assure

assure
transitive verb (assured; assuring) Etymology: Middle English, from Anglo-French asseurer, assurer, from Medieval Latin assecurare, from Latin ad- + securus secure Date: 14th century 1. to make safe (as from risks or against overthrow) ; insure 2. to give confidence to <
and hereby we know that we are of the truth, and shall assure our hearts — 1 John 3:19(Authorized Version)
>
3. to make sure or certain ; convince <
glancing back to assure himself no one was following
>
4. to inform positively <
I assure you that we can do it
>
5. to make certain the coming or attainment of ; guarantee <
worked hard to assure accuracy
>
Synonyms: see ensure

New Collegiate Dictionary. 2001.

Synonyms:

Look at other dictionaries:

  • assuré — assuré, ée [ asyre ] adj. et n. • 1155; de assurer 1 ♦ Vx Qui met en sûreté, à l abri du danger. ⇒ sûr. 2 ♦ (XVIe) Littér. (Choses) Qui est certain. ⇒ évident, indubitable, infaillible, sûr. Tenez pour assuré qu il viendra. La mort, « terme… …   Encyclopédie Universelle

  • assuré — assuré, ée (a su ré, rée) part. passé. 1°   En sûreté, à l abri, sûr. Assuré contre les dangers. •   Et le sang répandu de mille conjurés Rend mes jours plus maudits et non plus assurés, CORN. Cinna, IV, 3. •   Typhon qui se croyait assuré par le …   Dictionnaire de la Langue Française d'Émile Littré

  • Assure — As*sure, v. t. [imp. & p. p. {Assured}; p. pr. & vb. n. {Assuring}.] [OF. ase[ u]rer, F. assurer, LL. assecurare; L. ad + securus secure, sure, certain. See {Secure}, {Sure}, and cf. {Insure}.] 1. To make sure or certain; to render confident by a …   The Collaborative International Dictionary of English

  • assure — as·sure vt as·sured, as·sur·ing 1 chiefly Brit: insure 2 a: to inform positively the seller assured the buyer of his honesty b: to provide a guarantee of …   Law dictionary

  • assure — assure, assurance These are terms used principally in the context of life insurance, although even here the verb is no longer common. You insure your life and take out life assurance (or insurance). Both words are rapidly becoming redundant… …   Modern English usage

  • assure — [v1] convince, relieve doubt bag*, bet on*, comfort, encourage, hearten, inspire, persuade, reassure, satisfy, sell*, sell on*, soothe; concept 68 assure [v2] promise affirm, attest, aver, brace up, buck up, certify, confirm, give one’s word,… …   New thesaurus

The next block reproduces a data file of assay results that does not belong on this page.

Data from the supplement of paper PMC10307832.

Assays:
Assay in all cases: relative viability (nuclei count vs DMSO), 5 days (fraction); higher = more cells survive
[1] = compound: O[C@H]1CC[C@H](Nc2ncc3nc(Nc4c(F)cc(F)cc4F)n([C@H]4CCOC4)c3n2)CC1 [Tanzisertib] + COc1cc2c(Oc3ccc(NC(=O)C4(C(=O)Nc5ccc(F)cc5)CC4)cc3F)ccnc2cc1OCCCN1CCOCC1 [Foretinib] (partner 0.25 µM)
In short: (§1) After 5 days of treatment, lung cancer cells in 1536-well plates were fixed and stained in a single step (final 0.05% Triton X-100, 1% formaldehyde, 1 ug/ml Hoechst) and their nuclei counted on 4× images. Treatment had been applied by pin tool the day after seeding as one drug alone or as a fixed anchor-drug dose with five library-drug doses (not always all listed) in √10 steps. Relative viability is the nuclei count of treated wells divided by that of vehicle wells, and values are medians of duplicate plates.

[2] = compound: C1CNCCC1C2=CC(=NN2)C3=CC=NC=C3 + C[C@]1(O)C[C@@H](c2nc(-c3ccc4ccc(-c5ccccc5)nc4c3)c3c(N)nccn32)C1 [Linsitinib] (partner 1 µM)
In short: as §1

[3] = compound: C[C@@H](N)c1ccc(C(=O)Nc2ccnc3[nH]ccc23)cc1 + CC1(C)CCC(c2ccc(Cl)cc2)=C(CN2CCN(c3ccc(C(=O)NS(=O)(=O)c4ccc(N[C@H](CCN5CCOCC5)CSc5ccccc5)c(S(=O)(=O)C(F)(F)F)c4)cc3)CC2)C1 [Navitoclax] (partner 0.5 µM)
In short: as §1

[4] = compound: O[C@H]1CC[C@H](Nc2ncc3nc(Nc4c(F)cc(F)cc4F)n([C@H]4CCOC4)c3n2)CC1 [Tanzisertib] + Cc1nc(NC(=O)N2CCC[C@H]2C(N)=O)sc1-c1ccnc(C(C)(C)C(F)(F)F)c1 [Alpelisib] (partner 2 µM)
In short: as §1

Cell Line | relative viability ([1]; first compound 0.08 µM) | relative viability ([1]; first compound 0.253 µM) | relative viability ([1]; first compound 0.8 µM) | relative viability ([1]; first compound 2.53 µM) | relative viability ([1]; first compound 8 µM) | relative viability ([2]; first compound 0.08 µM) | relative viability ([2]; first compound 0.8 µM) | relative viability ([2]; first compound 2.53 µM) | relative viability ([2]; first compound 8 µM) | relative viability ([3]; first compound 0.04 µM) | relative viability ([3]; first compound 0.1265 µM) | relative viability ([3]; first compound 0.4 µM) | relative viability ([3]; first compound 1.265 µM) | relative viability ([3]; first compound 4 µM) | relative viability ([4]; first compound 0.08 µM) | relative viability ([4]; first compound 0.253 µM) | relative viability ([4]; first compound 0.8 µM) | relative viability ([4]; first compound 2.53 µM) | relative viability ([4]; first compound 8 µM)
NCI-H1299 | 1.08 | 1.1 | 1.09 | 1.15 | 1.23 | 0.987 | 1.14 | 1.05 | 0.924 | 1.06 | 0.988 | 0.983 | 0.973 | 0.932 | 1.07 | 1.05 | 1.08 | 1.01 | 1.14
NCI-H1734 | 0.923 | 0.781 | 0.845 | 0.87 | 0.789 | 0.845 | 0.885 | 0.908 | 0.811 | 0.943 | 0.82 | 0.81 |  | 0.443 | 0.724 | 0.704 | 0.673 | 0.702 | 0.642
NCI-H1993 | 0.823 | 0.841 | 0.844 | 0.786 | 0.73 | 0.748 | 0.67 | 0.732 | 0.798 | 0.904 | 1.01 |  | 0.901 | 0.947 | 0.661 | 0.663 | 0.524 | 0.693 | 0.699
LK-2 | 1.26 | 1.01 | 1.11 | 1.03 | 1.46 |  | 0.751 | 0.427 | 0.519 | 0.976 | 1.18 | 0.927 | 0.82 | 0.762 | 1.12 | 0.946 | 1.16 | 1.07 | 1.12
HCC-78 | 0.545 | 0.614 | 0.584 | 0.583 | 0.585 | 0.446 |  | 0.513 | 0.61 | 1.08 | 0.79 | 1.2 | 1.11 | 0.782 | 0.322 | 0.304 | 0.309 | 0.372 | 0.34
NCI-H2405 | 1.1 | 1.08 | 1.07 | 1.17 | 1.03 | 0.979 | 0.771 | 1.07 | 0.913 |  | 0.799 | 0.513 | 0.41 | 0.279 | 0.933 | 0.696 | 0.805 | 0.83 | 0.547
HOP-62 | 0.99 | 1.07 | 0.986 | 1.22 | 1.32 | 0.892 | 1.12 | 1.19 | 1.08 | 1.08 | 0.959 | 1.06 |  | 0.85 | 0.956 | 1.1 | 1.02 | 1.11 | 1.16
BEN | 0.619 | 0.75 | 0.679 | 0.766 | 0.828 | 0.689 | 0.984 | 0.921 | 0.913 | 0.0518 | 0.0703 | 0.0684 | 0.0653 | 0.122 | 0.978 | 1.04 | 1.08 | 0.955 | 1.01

• assure — [ə shoor′] vt. assured, assuring [ME assuren < OFr asseurer < ML assecurare < L ad , to + securus, SECURE] 1. to make (a person) sure of something; convince 2. to give confidence to; reassure [the news assured us] 3. to declare to or… …   English World dictionary

  • assure — (v.) late 14c., from O.Fr. asseurer (12c., Mod.Fr. assurer) to reassure, calm, protect, to render sure, from V.L. *assecurar, from L. ad to (see AD (Cf. ad )) + securus safe, secure (see SECURE (Cf. secure)). Related: ASSURED (Cf …   Etymology dictionary

  • assure — insure, *ensure, secure Antonyms: alarm Contrasted words: *frighten, scare, fright, terrify: abash, discomfit, *embarrass: *intimidate, cow …   New Dictionary of Synonyms

  • assure — ► VERB 1) tell (someone) something positively to dispel doubts. 2) make (something) certain to happen. 3) chiefly Brit. cover by assurance. DERIVATIVES assurer noun. ORIGIN Old French assurer, from Latin securus free from care …   English terms dictionary

  • assure — as|sure W3S2 [əˈʃuə US əˈʃur] v [T] [Date: 1300 1400; : Old French; Origin: assurer, from Medieval Latin assecurare, from Latin ad to + securus safe ] 1.) to tell someone that something will definitely happen or is definitely true so that they… …   Dictionary of contemporary English

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